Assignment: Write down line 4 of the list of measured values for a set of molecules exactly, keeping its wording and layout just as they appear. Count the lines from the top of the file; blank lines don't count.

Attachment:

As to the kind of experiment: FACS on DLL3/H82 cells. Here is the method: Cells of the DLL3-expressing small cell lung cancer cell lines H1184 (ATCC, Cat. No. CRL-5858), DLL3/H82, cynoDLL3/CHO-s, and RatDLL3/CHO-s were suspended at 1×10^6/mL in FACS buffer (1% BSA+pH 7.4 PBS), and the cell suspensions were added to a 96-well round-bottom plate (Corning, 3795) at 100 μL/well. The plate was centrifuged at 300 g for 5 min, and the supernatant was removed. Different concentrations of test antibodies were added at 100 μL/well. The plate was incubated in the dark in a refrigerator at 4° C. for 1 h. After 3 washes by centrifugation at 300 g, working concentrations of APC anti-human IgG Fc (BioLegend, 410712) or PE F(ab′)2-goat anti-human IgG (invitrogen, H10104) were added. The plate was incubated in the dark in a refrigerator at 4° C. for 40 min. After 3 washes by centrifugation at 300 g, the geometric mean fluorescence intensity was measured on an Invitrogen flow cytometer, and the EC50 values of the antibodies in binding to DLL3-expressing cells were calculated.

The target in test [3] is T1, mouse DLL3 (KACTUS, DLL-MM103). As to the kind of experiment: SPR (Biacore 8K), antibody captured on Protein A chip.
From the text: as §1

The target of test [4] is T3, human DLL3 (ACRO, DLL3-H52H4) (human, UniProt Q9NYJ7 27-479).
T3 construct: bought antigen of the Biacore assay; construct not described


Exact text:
The target of test [4] is T3, human DLL3 (ACRO, DLL3-H52H4) (human, UniProt Q9NYJ7 27-479).